I know I kvetch a lot, but you take the food quiz posted at Medscape Medical News and see if you wouldn’t kvetch about their answers on this “web resource for physicians and medical professionals.” Medscape is owned by WebMD and covers news, information and CMEs (Continuing Medical Education) for almost 2-dozen specialties.
The first question will illustrate, I think, that my caviling is justified:
Q. Increasing fruit consumption has been recommended for primary prevention of many chronic diseases.
Which of these fruits is specifically associated with reducing the risk of developing diabetes?
d. All of the above
e. None of the above
Okay. Something that is good for “many chronic diseases” doesn’t mean it is good for a Type 2 diabetic who is by definition CARBOHYDRATE INTOLERANT. FRUITS ARE CARBOHYDRATES. Increasing fruit consumption is what the entire population has been told to eat, regardless of medical condition. It is in conformance with the government’s Dietary Guidelines, a one-size-fits-all approach to “healthy eating”. The narrative justifying the “correct” answer (blueberries) goes on to mention grapes (although noting their high glycemic index), as reducing diabetes risk. It also touts apples, bananas and grapefruit. I’m surprised it didn’t include cherries, raisins and figs, all higher still in sugars!
I’ve read the research “associating” certain fruits with lower risk of diabetes, but these observational studies are bad science and just confirm the “healthy user” bias of the participants, which combined with so many other confounding factors, such as socio-economic variables, makes them worthless. And while it is true that blueberries do contain healthy phytochemicals, they also contain a lot of sugar, much more than strawberries, for instance. If you have a problem with giving up most fruit, read Retrospective #138, “Fruit, the 3rd Rail for Prospective Low Carbers.”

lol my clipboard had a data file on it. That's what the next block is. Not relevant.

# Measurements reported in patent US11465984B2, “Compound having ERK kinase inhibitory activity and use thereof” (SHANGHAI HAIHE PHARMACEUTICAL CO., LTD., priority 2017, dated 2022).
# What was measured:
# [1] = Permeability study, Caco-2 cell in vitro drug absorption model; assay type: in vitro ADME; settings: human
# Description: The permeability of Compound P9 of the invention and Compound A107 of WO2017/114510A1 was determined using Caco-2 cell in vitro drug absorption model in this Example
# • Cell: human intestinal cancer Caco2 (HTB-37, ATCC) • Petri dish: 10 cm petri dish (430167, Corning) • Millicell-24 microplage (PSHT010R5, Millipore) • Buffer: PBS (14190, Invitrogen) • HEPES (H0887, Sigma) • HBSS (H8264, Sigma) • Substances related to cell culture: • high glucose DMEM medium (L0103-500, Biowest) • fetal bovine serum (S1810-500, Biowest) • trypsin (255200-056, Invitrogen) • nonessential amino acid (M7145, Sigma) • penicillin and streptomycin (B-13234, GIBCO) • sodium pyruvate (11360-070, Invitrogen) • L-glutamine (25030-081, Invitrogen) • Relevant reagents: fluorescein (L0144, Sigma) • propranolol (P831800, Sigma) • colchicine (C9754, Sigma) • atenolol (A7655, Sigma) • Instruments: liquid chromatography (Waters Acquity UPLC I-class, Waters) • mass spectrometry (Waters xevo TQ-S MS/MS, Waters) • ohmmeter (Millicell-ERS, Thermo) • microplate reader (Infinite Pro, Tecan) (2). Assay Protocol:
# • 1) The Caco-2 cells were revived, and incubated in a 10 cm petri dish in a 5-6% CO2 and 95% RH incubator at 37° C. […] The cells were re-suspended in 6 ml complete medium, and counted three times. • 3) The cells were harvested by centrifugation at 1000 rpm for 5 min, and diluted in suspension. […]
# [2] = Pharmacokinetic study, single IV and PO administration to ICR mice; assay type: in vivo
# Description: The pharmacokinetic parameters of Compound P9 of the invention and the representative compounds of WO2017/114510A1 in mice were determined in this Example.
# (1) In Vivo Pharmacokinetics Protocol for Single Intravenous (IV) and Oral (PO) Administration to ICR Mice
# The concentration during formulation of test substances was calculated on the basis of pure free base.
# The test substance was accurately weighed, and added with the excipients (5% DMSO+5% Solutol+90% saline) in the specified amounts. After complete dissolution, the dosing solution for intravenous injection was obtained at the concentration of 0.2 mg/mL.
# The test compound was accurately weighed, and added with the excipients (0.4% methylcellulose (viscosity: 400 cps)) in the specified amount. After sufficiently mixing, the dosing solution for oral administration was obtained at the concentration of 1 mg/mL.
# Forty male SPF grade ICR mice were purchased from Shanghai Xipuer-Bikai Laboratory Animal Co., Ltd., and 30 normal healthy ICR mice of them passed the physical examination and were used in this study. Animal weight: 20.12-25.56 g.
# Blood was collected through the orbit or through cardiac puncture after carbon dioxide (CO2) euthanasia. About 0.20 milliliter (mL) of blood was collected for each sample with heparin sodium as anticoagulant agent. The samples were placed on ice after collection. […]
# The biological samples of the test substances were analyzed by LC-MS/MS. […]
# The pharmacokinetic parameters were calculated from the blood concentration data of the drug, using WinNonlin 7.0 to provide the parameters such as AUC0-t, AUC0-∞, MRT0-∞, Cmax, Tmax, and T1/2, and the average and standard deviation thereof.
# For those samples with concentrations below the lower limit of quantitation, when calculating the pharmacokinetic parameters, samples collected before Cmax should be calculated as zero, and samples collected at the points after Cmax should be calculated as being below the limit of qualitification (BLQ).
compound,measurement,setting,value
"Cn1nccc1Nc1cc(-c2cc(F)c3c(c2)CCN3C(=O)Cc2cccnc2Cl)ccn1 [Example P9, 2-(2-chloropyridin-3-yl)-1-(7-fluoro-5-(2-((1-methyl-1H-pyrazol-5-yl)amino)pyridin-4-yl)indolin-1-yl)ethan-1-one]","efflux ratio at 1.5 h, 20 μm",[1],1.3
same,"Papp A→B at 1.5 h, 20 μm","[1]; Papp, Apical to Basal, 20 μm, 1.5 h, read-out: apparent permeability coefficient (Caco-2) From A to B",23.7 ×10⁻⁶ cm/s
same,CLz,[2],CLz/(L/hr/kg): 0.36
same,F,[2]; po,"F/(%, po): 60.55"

The last question was just more of the same, but at least it takes a swipe at the “low-fat” diet. On that, we agree.
Q. Which of these diets is the most effective for diabetes primary prevention in people with cardiovascular risk?
a. Mediterranean diet supplemented with extra-virgin olive oil
b. Mediterranean diet supplemented with nuts
c. Low-fat diet
d. All of the above showed similar benefits on diabetes prevention in this population.
The “correct” answer is “a.” Medscape explains: “Among these 3 diets, only the Mediterranean regimen enriched with extra-virgin olive oil reduces significantly the risk for T2DM, and actually cuts it by about one third compared with a low-fat diet.” There’s another nail in the coffin of the low-fat diet, but how much better the study would have been had it compared the “Mediterranean diet supplemented with extra-virgin olive oil” with a Low Carb High Fat diet.
“In summary,” Medscape concludes, “There is no recommendation for a specific diet to prevent T2DM, although the American Diabetes Association has advised people with diabetes to focus on overall healthy eating patterns and personal preference.” I reported this in Retrospective #155, “Cowabunga, the ADA makes the turn.” It was written by Medical Nutrition Therapists, not clinicians, but it was commissioned and endorsed by the ADA Executive Committee.
So, perhaps my kvetching is just an attempt to balance the scale – to teach physicians and medical professionals that the foods that affect Type 2 diabetics are CARBOHYDRATES. And that, “It is the position of the American Diabetes Association (ADA) that there is not a “one-size-fits-all” eating pattern for individuals with diabetes.”I took another look at this momentous shift in Retrospective #167, “An Editorial: ‘Making the Turn.’” As I reread it, I was reminded that every yin has its yang. The glass is both half full and half empty, depending on how you look at it.